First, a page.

Starting a new book, The Grand Inquisitor's Manual: A History of Terror in the Name of God, by Jonathan Kirsch (available in September). See if this doesn't sound shockingly contemporary:
The accused are not condemned according to ordinary laws, as in other crimes, but according to the private laws or privileges conceded to the inquisitors by the Holy See, for there is much tha tis peculiar to the Inquisition.Bernard Gui, c. 1261-1311
One need only substitue "War on Terror" or "Inquisition," and "President" for "Holy See," and this could be from a memo by John Yoo. Kirsch's thesis is that:
...we shall see an unbroken thread links the friar-inquisitors who set up the rack and the pyre in southern France in the early thirteenth century to the torturers and executioners of Nazi Germany and Stalinist Russia in the mid-twentieth century. Nor does the thread stop at Auschwitz or the Gulag; it can be traced through the Salem witch trials in the Massachusetts Bay Colony, the internment of Japanese-Americans during World War II, the Hollywood blacklists of the McCarthy era, and even the interrogation cells at Abu Ghraib and Guantanamo.To which I would only add: the black prisons and prison ships that still hold "enemy combatants" far from the reach of the Supreme Court, to this day.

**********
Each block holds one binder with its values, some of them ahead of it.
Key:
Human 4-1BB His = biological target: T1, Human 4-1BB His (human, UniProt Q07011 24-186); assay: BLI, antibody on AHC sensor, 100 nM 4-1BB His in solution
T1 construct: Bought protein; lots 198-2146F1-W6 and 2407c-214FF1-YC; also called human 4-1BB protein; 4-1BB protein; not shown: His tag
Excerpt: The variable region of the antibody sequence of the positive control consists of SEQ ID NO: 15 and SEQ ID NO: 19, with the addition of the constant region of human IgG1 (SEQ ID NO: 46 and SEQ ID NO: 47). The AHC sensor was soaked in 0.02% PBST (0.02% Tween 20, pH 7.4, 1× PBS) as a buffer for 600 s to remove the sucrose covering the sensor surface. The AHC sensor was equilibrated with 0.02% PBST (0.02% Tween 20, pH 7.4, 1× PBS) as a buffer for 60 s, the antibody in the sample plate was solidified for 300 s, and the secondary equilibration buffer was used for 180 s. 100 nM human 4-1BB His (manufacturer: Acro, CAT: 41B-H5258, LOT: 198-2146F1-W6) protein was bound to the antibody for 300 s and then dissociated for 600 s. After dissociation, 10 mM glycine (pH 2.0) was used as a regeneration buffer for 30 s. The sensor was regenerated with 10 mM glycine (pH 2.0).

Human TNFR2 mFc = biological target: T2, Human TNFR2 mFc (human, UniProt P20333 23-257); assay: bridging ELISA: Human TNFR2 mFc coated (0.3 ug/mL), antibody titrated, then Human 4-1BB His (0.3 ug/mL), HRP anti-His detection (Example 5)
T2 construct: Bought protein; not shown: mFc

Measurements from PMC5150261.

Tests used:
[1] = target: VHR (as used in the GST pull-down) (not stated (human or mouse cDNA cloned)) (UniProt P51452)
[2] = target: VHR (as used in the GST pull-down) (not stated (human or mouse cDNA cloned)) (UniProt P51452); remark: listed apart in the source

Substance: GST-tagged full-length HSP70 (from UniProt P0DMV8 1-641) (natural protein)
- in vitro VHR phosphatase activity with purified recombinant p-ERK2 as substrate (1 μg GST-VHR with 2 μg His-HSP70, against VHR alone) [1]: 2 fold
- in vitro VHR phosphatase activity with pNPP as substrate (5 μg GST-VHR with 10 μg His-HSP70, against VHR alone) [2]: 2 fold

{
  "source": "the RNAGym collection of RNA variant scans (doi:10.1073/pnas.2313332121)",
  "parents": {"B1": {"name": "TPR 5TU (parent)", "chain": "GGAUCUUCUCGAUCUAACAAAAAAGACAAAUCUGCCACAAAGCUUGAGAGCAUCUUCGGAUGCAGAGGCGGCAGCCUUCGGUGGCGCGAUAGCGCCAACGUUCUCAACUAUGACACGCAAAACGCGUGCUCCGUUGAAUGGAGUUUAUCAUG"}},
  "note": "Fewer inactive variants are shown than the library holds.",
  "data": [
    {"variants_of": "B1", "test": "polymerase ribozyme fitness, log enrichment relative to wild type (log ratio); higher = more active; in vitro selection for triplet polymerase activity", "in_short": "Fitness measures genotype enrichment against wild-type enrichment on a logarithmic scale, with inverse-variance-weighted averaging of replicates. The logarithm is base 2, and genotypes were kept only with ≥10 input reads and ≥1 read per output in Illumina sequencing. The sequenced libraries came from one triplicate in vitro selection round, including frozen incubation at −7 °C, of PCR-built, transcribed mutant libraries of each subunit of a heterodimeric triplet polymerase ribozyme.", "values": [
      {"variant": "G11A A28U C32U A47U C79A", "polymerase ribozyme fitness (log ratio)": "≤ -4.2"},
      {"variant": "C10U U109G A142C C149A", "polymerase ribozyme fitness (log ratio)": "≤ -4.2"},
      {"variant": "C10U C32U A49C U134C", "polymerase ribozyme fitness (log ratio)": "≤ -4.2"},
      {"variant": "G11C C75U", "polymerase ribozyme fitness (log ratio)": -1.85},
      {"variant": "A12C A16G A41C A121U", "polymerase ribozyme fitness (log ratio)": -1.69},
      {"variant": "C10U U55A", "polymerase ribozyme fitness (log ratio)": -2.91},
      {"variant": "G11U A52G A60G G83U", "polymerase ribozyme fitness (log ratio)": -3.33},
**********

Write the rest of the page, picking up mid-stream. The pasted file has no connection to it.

The great chronicler of the Inquisition, Henry Charles Lea, sought to explain the forces behind it:
Fanatic zeal, arbitrary cruelty, and insatiable cupidity rivaled each other in building up a system unspeakably atrocious....a standing mockery of justice--perhaps the most iniquitous that the arbitrary cruelty of man has ever devised.Per Kirsch's argument, the last victim of the Roman and Universal Inquisition died in 1826, so it's hard to credit the entire escapade as one of emotions run riot. Zeal need not be fanaticaly, cruelty never quite seems arbitrary, and insatiable cupidity is always with us. Perhaps the mockery of justice is even more the rule than the exception. Most interesting about those words, though: Mr. Lea was a Quaker, from a Philadelphia family.
Home of the Liberty Bell; the city where bells rang out on this day in 1776, when the Continental Congress adopted Thomas Jefferson's Declaration of Independence, wherein we held these truths to be self-evident: that all men are created equal, and that their Creator has endowed them with certain inalienable rights, among which are life, liberty, and the pursuit of happiness. Too bad we weren't clearer about defining what pursuits of happiness were good, and which bad.